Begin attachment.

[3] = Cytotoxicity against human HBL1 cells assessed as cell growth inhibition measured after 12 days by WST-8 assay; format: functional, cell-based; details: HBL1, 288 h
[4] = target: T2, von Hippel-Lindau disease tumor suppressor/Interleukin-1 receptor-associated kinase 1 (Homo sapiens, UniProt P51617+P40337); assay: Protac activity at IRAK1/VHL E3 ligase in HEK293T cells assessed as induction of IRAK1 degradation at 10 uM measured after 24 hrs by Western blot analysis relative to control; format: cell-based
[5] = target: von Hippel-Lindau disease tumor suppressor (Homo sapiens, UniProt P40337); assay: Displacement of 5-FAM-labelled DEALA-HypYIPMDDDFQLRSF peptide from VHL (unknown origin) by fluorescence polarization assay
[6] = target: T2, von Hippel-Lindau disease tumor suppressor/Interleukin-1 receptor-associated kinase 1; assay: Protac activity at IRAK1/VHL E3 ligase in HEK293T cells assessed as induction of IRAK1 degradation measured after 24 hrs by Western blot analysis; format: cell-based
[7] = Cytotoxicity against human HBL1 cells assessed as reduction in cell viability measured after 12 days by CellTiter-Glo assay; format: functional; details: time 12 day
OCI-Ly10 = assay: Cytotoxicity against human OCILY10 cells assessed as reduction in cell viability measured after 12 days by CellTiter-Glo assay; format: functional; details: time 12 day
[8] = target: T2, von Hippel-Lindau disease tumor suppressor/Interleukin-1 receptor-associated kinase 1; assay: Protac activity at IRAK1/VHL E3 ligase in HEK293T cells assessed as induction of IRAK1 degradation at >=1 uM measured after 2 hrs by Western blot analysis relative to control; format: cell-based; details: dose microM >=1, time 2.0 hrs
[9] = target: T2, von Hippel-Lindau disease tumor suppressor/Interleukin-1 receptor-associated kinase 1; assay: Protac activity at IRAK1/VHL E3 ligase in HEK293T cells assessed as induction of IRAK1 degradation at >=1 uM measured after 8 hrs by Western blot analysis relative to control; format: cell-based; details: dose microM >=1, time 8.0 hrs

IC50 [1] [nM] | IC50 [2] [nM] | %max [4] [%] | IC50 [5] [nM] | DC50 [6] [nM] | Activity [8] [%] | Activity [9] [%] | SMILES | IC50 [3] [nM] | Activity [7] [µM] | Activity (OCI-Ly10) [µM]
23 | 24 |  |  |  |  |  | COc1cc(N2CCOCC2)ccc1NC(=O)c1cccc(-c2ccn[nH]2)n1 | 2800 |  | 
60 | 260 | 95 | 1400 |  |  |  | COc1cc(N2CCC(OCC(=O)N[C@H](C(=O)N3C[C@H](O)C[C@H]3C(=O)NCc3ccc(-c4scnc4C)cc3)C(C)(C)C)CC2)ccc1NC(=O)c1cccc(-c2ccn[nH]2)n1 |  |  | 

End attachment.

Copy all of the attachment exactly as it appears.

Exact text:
[3] = Cytotoxicity against human HBL1 cells assessed as cell growth inhibition measured after 12 days by WST-8 assay; format: functional, cell-based; details: HBL1, 288 h
[4] = target: T2, von Hippel-Lindau disease tumor suppressor/Interleukin-1 receptor-associated kinase 1 (Homo sapiens, UniProt P51617+P40337); assay: Protac activity at IRAK1/VHL E3 ligase in HEK293T cells assessed as induction of IRAK1 degradation at 10 uM measured after 24 hrs by Western blot analysis relative to control; format: cell-based
[5] = target: von Hippel-Lindau disease tumor suppressor (Homo sapiens, UniProt P40337); assay: Displacement of 5-FAM-labelled DEALA-HypYIPMDDDFQLRSF peptide from VHL (unknown origin) by fluorescence polarization assay
[6] = target: T2, von Hippel-Lindau disease tumor suppressor/Interleukin-1 receptor-associated kinase 1; assay: Protac activity at IRAK1/VHL E3 ligase in HEK293T cells assessed as induction of IRAK1 degradation measured after 24 hrs by Western blot analysis; format: cell-based
[7] = Cytotoxicity against human HBL1 cells assessed as reduction in cell viability measured after 12 days by CellTiter-Glo assay; format: functional; details: time 12 day
OCI-Ly10 = assay: Cytotoxicity against human OCILY10 cells assessed as reduction in cell viability measured after 12 days by CellTiter-Glo assay; format: functional; details: time 12 day
[8] = target: T2, von Hippel-Lindau disease tumor suppressor/Interleukin-1 receptor-associated kinase 1; assay: Protac activity at IRAK1/VHL E3 ligase in HEK293T cells assessed as induction of IRAK1 degradation at >=1 uM measured after 2 hrs by Western blot analysis relative to control; format: cell-based; details: dose microM >=1, time 2.0 hrs
[9] = target: T2, von Hippel-Lindau disease tumor suppressor/Interleukin-1 receptor-associated kinase 1; assay: Protac activity at IRAK1/VHL E3 ligase in HEK293T cells assessed as induction of IRAK1 degradation at >=1 uM measured after 8 hrs by Western blot analysis relative to control; format: cell-based; details: dose microM >=1, time 8.0 hrs

IC50 [1] [nM] | IC50 [2] [nM] | %max [4] [%] | IC50 [5] [nM] | DC50 [6] [nM] | Activity [8] [%] | Activity [9] [%] | SMILES | IC50 [3] [nM] | Activity [7] [µM] | Activity (OCI-Ly10) [µM]
23 | 24 |  |  |  |  |  | COc1cc(N2CCOCC2)ccc1NC(=O)c1cccc(-c2ccn[nH]2)n1 | 2800 |  | 
60 | 260 | 95 | 1400 |  |  |  | COc1cc(N2CCC(OCC(=O)N[C@H](C(=O)N3C[C@H](O)C[C@H]3C(=O)NCc3ccc(-c4scnc4C)cc3)C(C)(C)C)CC2)ccc1NC(=O)c1cccc(-c2ccn[nH]2)n1 |  |  | 